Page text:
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Saphir Renovateur - Page 2

post #16 of 40
Quote:
Originally Posted by Northampton Novice View Post
This shows you have better than average observational powers & the chances are Reno is even rarer

Will at ASW ships internationally for $27 flat. You can always buy more to justify the shipping cost.
post #17 of 40
Thanks
post #18 of 40
The Hanger Project also has it, and ships at least as far as Canada.
post #19 of 40
Quote:
Originally Posted by Northampton Novice View Post
How do I get an invite!



Quote:
Originally Posted by Master-Classter View Post
will Spaghetti be served?

Girls love spaghetti.
post #20 of 40

One year later  .  .  .

post #21 of 40
Does anyone know where to buy larger quantities?

These 75ml bottles seem dainty once you decide you want to put it on a jacket or something (or god forbid, renovateur your leather sofa).

If the statement on the Hanger Project that they use it in the hermes factory is true (I've not seen it repeated anywhere else and you would think hermes would sell it if they used it), then there must be some bulk sources out there somewhere.
post #22 of 40
Quote:
Originally Posted by otc View Post

Does anyone know where to buy larger quantities?

These 75ml bottles seem dainty once you decide you want to put it on a jacket or something (or god forbid, renovateur your leather sofa).

If the statement on the Hanger Project that they use it in the hermes factory is true (I've not seen it repeated anywhere else and you would think hermes would sell it if they used it), then there must be some bulk sources out there somewhere.

The Saphir Leather Lotion is what I use for larger items, and these come in a slightly larger container.


Edited by dddrees - 3/15/13 at 9:19am
post #23 of 40
Picked up some of this stuff. The first time I used it I was that impressed. As a result, I tried a different method that worked much better. Here are my suggestions:

  1. Brush your shoes with a horsehair brush
  2. Apply a dime amount of Saphir Renovateur onto a small cotton cloth (i.e. t-shirt) or cotton flannel polishing cloth
  3. Start forward to back applying in small stokes (wax on/wax off)
  4. Start on the next shoe and allow the creme to dry (3-5 minutes suggested on the can)
  5. Use a horsehair brush and apply stroked left to right
  6. Use a polishing cloth
  7. Apply wax (if needed)
  8. Use small drops of water to the cap of the shoe and polishing for 90 secs with polishing cloth (if you want to achieve shiney look)
post #24 of 40
Quote:
Originally Posted by dieselman89 View Post

Picked up some of this stuff. The first time I used it I was that impressed. As a result, I tried a different method that worked much better. Here are my suggestions:
 
  1. Brush your shoes with a horsehair brush
  2. Apply a dime amount of Saphir Renovateur onto a small cotton cloth (i.e. t-shirt) or cotton flannel polishing cloth
  3. Start forward to back applying in small stokes (wax on/wax off)
  4. Start on the next shoe and allow the creme to dry (3-5 minutes suggested on the can)
  5. Use a horsehair brush and apply stroked left to right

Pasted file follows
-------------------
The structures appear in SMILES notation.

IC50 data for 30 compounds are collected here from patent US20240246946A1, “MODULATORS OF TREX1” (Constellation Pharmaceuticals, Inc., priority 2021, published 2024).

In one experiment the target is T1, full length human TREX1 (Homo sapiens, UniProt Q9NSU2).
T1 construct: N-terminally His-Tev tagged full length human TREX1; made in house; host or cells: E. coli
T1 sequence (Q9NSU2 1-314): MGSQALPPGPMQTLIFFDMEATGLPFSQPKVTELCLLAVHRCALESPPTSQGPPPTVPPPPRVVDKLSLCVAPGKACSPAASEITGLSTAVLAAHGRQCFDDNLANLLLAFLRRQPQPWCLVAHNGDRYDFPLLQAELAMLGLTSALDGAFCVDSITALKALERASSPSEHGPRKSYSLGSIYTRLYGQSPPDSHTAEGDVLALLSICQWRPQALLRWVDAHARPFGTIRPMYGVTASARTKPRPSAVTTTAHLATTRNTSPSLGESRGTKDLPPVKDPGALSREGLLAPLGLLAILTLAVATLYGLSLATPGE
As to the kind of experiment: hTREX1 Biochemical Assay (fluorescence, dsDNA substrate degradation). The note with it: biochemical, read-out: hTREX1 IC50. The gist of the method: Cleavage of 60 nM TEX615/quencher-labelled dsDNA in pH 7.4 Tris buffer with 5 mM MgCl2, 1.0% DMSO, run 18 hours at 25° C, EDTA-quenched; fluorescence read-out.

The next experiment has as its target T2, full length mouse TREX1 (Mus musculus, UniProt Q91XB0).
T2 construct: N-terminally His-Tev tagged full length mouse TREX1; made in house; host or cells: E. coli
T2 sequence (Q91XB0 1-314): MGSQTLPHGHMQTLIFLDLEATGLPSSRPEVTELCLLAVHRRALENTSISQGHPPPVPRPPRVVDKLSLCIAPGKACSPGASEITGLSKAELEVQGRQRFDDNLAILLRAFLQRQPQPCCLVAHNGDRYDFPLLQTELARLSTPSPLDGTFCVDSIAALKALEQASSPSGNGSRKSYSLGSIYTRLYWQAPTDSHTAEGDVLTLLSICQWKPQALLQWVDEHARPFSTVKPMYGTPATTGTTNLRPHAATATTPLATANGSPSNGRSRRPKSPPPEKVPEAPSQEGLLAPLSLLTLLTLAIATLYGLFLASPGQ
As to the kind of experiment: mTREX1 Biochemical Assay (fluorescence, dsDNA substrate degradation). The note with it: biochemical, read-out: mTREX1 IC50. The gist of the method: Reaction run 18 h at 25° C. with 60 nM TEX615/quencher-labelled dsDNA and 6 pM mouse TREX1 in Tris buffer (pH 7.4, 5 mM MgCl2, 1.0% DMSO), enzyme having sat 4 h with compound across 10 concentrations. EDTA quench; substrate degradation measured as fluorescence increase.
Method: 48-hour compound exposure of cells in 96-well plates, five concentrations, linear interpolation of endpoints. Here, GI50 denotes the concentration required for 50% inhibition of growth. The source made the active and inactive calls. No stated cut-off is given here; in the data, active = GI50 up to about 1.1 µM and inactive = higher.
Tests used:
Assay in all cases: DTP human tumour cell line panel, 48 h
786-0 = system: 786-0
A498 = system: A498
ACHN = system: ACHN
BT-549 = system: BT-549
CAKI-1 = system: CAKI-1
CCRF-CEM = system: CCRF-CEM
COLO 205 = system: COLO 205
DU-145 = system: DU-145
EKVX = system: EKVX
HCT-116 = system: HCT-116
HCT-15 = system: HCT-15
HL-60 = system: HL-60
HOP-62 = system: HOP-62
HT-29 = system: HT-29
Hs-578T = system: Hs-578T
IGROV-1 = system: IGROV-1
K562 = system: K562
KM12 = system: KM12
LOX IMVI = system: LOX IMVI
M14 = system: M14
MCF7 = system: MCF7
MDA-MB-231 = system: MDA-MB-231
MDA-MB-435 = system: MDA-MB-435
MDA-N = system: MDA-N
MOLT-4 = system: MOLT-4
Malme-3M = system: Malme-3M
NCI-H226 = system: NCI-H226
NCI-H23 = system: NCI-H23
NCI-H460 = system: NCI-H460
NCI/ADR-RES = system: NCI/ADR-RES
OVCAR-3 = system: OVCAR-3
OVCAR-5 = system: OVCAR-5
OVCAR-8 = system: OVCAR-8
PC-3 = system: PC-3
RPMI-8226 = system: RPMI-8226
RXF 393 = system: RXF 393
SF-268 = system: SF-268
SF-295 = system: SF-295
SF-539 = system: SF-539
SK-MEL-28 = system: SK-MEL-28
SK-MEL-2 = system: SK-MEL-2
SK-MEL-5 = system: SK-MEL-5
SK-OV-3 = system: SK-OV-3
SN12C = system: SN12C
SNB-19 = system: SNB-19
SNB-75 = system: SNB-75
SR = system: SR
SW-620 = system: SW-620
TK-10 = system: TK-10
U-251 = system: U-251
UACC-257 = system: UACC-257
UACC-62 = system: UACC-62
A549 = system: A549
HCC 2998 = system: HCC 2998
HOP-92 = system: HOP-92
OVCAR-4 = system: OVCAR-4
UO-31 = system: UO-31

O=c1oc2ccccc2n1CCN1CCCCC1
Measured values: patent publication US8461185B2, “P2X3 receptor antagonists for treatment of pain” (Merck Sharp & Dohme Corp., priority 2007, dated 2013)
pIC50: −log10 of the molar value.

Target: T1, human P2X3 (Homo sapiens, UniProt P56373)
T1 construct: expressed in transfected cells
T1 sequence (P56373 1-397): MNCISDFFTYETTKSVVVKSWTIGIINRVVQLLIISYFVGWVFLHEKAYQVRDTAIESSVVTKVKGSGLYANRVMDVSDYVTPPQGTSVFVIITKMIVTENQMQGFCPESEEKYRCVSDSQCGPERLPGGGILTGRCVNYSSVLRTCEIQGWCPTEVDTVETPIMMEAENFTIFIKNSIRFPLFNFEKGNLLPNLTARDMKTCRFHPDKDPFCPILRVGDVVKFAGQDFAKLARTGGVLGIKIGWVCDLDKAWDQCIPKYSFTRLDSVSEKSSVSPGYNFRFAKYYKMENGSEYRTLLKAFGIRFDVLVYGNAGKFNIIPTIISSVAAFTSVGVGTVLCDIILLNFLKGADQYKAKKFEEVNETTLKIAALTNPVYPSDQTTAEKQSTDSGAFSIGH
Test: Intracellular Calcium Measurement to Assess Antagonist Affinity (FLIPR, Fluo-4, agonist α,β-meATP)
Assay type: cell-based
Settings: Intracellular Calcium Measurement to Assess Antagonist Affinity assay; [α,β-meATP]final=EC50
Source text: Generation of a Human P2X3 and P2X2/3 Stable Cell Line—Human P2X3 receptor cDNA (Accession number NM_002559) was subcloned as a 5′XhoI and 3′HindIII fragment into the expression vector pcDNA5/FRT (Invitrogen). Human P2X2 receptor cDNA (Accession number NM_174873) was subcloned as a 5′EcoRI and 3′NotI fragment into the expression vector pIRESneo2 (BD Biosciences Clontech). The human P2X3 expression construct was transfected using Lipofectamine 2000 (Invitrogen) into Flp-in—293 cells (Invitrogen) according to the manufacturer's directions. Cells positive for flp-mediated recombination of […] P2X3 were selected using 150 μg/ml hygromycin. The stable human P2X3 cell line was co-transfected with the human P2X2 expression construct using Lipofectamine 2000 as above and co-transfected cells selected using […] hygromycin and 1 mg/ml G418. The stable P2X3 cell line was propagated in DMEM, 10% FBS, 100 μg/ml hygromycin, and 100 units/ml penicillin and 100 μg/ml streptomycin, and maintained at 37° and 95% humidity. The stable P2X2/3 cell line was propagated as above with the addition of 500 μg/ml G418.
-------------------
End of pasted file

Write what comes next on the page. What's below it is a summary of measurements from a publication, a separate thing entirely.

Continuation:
6. Use a polishing cloth
  7. Apply wax (if needed)
  8. Use small drops of water to the cap of the shoe and polishing for 90 secs with polishing cloth (if you want to achieve shiney look)


I'd probably use the Reno on your finger instead of a cloth. That way you don't really waste as much.

post #25 of 40

We just recently added Saphir shoe care products to our arsenal, check it out at http://www.paulevansny.com/collections/shoe-care. Let us know if there's any Saphir products you want but don't see up there, we can work on adding them.

post #26 of 40
Quote:
Originally Posted by SWRT View Post


I'd probably use the Reno on your finger instead of a cloth. That way you don't really waste as much.
Never heard that. Rather interesting.
post #27 of 40
Quote:
Originally Posted by SWRT View Post
 


I'd probably use the Reno on your finger instead of a cloth. That way you don't really waste as much.

 

Really?  Do you have a complete ingredient list?

 

Does it, like their polish, contain turpentine?

 

Mink oil?

 

You do know such things are not good for you, right?


Turpentine:

http://www.cdc.gov/niosh/npg/npgd0648.html

 

Mink oil:

http://www.cdc.gov/noes/noes2/x1577occ.html

 

Anything else?

Cheers,

 

Ac

post #28 of 40
Quote:
Originally Posted by Academic2 View Post
 

 

Really?  Do you have a complete ingredient list?

 

Does it, like their polish, contain turpentine?

 

Mink oil?

 

You do know such things are not good for you, right?


Turpentine:

http://www.cdc.gov/niosh/npg/npgd0648.html

 

Mink oil:

http://www.cdc.gov/noes/noes2/x1577occ.html

 

Anything else?

Cheers,

 

Ac


 

Unless you're wearing gloves you're getting residual
reno from the cloth leeching into your skin regardless.
Do you suggest using gloves to apply it then?


Edited by SWRT - 1/17/14 at 6:30am
post #29 of 40
Quote:
Originally Posted by SWRT View Post


 
Unless you're wearing gloves you're getting residual

reno from the cloth leeching into your skin regardless.

Do you suggest using gloves to apply it then?

Having seen what it can do to the finish on some leathers, I now use gloves when handling it...
post #30 of 40

^Better safe than sorry.  Using a rubber or latex glove seems like a good idea since you won't lose product to the cloth, yet you won't grow a second head through contamination. 

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